"He has had great training and is ready for this," said Ernie Accorsi, a longtime NFL GM, now retired, who helped bring Dimitroff here as an adviser to owner Arthur Blank during his search. "And there is no doubt he will be successful."

Over time, Falcon GMs have arrived with their own touch: Eddie LeBaron as the spruced lawyer, Ken Herock as the spooky ex-Raider. Dimitroff seems to have brought no ego at all.

"I know there is going to be a learning curve and I feel like I have the right resources here to help me through the learning curve," he said. "Hey, my ego is not such that I need to come in here and be perceived as this omnipotent or omniscient guy at all.

"I truly am and I say this from the bottom of my heart I am about team. We all have our jobs to do and we're never going to do this surviving off just one person."

'His dad was his mentor'

He goes by Thomas. When he and his father Tom were both in scouting, the son reverted to his formal first name to avoid any professional confusion. Saturday marks the 12th year since his father died of renal cancer at age 60.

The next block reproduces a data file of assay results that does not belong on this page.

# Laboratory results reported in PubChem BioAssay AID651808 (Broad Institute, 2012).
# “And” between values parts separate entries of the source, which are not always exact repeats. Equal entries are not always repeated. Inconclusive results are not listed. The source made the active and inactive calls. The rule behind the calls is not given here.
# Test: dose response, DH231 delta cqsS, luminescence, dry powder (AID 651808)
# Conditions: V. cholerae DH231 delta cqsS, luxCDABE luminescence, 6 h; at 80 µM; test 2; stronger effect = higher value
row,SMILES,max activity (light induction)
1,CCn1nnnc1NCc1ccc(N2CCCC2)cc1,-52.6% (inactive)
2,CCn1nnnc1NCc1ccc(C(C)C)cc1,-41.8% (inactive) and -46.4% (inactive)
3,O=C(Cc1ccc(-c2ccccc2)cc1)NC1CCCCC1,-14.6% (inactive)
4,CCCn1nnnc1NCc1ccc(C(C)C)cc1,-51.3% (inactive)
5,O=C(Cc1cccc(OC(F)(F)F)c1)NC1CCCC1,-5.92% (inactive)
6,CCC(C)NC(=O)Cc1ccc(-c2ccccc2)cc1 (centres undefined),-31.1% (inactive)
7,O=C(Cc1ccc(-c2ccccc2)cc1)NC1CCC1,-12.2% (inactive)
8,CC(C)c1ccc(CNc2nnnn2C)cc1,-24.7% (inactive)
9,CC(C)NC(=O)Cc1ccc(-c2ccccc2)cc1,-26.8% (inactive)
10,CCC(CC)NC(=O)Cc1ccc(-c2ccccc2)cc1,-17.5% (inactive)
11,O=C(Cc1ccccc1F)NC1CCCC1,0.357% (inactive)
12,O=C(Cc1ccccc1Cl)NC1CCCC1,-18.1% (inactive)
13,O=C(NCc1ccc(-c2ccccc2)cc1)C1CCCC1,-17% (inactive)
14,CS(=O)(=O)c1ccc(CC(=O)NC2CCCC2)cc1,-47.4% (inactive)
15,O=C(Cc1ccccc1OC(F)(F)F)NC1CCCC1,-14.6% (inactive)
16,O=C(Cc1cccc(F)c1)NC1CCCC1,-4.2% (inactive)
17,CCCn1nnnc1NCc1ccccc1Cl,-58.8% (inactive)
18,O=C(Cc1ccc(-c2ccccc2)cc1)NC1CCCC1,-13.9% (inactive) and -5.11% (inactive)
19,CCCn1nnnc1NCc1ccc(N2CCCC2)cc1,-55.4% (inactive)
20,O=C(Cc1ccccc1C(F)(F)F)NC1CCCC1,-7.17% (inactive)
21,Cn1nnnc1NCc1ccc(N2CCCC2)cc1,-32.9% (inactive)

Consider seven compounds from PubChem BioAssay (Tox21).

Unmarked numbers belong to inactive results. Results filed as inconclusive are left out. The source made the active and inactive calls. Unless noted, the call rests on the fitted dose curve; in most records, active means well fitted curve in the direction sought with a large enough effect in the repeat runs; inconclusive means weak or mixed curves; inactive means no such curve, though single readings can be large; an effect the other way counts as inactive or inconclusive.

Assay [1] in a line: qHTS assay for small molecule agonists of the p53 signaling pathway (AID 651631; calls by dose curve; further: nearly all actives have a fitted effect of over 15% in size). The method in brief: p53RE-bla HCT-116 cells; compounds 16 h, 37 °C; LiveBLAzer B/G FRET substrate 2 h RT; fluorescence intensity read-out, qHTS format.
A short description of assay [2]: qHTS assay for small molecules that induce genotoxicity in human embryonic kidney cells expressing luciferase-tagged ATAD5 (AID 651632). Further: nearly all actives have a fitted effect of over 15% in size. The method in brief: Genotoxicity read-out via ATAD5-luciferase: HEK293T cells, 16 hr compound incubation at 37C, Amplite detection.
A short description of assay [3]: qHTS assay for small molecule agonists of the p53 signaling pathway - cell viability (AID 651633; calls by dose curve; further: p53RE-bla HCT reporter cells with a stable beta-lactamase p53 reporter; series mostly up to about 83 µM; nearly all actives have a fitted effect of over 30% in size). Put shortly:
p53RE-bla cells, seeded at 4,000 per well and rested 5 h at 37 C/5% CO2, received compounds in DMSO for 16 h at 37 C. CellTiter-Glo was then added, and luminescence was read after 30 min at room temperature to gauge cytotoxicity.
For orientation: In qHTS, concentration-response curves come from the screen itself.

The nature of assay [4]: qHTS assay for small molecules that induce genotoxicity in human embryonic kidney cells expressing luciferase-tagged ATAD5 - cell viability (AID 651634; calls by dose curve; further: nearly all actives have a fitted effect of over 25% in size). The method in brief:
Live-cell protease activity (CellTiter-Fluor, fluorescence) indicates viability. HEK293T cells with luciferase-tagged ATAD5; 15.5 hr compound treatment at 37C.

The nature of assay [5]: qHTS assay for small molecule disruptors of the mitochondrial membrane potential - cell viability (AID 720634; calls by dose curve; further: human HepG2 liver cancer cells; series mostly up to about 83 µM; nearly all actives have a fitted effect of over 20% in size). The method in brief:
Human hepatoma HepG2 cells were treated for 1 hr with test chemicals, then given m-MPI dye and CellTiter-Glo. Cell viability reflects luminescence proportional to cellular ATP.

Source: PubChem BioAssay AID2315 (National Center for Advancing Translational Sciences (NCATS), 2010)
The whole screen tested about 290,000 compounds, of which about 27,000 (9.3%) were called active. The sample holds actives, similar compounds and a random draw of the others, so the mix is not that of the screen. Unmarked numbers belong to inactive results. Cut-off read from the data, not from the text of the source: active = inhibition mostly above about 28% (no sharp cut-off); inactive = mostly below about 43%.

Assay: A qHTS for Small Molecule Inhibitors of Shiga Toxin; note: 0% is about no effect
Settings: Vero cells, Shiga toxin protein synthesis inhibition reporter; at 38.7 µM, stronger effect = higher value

It was a country-crossing football family. Thomas was born outside Akron, where his father was a high school coach. A charter member of the Boston Patriots quarterback Tom Dimitroff threw two passes as Butch Songin's back-up in 1960 the father never left the game.

Football sent them to Miami, Ohio, and Miami University, then Manhattan, Kan., and Kansas State, then the Canadian Football League, where Tom had also once played. To Ottawa and then Hamilton and then Guelph University outside Toronto, where Tom would coach Thomas, an undersized but game defensive back.

Eventually, Tom settled in as a long-time scout for the Browns Accorsi hired him in the mid-80s while his son bummed around Europe, pondering perhaps law or business school.